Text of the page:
Read the whole article here: China on Russia's intervention in Syria

Sunday, November 1, 2015

A ‘responsible’ or ‘indispensable’ power? Two approaches to global governance

The end of September saw two major non-Western powers, Russia and China, provide interesting answers to questions on how they perceive their contribution to global governance. Beijing promised to establish a 10-year, US$1 billion China-UN peace and development fund, offered US$ 100 million to the African Union for the purpose of establishing a rapid reaction force, and committed itself to the creation of a special police unit of up to 8,000 troops for UN peacekeeping operations. Moscow, in turn, vowed to forge an anti-Islamic State coalition and, without waiting long for others to reply, embarked upon its first military intervention outside the post-Soviet area. Targeting anti-Assad forces in Syria, Russia directed its activity towards upholding the Assad regime rather than suppressing Islamic State. This evident contrast between Moscow and Beijing's actions calls for broader reflection as these two states have been increasingly regarded as posing the same kind of revisionist challenge to what has been termed the Western-led order. 
The moves by Russia and China outlined above could be dismissed as purely tactical. Xi Jinping, visiting the UN General Assembly, aspired to present China as a ‘benign’ or ‘responsible’ rising power and aimed at diluting the negative fallout of its assertive moves in the South China Sea. Vladimir Putin aimed to demonstrate to the West that Russia will not be isolated from key international security affairs and remains an indispensable player to be reckoned with. Yet, the difference in Russian and Chinese responses suggests that more than mere tactics is at stake. These recent moves reveal fundamental differences in how the two states see their contribution to solving global problems and what kind of global order they are looking for.
The drive to gain recognition and respect - in other words, to elevate their status in international politics - is common to Russia and China. The elites of both states feel underestimated by the West, which, they believe, ignores their fundamental interests. However, the paths they have taken to boost their international status differ substantially. 
Russia has now overtly demonstrated to the West that it cannot be squeezed out of the game and retains significant potential to spoil Western endeavours. If it does not become part of the solution, it will be part of the problem. The Russian elite is afraid of external disorder but for the last two decades it has turned out to be more than able to thrive on instability. For this reason Moscow could afford to play a double game with regard to international crises, without fully committing to finding a solution. The Iranian case provides insight into the thinking of Russian elites - as much as Russia does not want Iran to get the bomb, it is nevertheless prepared to live with it.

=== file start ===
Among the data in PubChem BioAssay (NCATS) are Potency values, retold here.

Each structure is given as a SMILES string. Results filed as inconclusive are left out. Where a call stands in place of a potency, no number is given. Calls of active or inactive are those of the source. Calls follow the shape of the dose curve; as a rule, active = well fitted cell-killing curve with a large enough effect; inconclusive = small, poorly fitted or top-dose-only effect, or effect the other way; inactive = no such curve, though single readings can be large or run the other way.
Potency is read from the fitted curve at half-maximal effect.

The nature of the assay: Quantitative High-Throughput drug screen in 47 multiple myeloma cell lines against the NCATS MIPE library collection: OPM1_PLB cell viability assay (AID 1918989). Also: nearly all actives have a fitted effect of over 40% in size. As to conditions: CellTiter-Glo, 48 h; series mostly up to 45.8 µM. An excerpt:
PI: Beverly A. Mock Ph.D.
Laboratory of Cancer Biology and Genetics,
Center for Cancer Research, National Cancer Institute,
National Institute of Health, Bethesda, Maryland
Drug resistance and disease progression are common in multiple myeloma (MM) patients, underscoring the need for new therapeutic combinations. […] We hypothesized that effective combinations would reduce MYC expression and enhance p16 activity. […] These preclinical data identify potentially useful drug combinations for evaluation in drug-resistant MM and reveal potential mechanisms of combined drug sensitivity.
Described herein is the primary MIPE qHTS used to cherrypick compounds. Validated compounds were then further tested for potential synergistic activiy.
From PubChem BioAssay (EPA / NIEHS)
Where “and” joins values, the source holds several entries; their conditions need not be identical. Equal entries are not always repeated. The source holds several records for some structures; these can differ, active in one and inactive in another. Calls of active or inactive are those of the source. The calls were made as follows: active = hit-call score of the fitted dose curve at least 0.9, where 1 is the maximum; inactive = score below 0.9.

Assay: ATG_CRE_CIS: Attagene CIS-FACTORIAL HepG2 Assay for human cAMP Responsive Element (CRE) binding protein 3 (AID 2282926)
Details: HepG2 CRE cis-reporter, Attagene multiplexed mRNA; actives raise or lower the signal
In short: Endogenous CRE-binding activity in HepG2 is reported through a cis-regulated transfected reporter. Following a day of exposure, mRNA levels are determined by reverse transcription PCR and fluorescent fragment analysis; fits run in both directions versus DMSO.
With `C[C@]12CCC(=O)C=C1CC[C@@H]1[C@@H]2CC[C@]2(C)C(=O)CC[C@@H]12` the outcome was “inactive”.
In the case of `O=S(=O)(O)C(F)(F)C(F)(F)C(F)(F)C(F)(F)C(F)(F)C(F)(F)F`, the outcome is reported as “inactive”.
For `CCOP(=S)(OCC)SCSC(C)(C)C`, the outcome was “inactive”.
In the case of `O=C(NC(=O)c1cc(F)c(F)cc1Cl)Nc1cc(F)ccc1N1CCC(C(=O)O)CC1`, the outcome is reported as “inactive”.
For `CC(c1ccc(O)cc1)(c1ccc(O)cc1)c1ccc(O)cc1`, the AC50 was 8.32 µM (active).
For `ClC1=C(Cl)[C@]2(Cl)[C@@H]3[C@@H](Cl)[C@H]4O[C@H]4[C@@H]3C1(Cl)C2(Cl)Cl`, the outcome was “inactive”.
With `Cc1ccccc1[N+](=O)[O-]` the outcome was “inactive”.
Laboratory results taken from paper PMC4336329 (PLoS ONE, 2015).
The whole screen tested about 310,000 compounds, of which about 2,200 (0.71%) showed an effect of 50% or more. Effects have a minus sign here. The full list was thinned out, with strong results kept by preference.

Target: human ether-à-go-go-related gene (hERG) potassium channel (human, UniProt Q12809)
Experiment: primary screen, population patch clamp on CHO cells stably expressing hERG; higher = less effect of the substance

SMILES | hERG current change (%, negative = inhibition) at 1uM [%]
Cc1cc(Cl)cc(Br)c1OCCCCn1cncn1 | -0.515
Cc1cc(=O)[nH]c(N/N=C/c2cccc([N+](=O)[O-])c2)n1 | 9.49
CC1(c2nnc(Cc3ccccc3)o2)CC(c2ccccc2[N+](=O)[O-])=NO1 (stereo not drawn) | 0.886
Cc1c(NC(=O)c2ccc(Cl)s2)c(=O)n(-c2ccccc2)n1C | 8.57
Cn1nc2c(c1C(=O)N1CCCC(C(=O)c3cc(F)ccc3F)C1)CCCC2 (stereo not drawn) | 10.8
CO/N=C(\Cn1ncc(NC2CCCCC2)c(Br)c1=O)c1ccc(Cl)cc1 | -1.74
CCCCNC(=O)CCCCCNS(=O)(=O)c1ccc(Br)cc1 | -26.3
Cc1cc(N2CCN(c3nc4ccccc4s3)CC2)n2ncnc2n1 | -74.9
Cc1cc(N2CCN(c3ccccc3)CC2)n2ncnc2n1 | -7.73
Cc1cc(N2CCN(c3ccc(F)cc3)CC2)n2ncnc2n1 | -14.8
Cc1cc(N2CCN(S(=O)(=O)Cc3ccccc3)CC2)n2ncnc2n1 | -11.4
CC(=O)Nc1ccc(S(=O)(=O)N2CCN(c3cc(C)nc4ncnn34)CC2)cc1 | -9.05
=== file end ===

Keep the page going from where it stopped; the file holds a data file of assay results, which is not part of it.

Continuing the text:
China’s perspective on world affairs and its own role within the global order differs strongly from that of Moscow and prompts Beijing to employ different means. China has become entangled in the web of economic ties throughout the world. As a result it requires certain international rules to work to its advantage. Contrary to Russia, China has a lot to lose from instability and change. The Libyan or Yemeni crises forced Beijing to evacuate its citizens from war-torn places and exposed China’s vulnerability that comes with growing interdependence with the outside world. Although Chinese elites may dislike the US-constructed global order, they have no other alternative in sight, at least in the short- to medium-term perspective.
Russia and China tend to stress that they share an approach to the international order and global governance, using their annual summits for regular Western-bashing. But when it comes to details, Moscow and Beijing part ways. China reaches for the cheque book, propping up global multilateralism. Russia resorts to arms, reinforcing its own beliefs in self-reliance on the one hand and multipolarity on the other.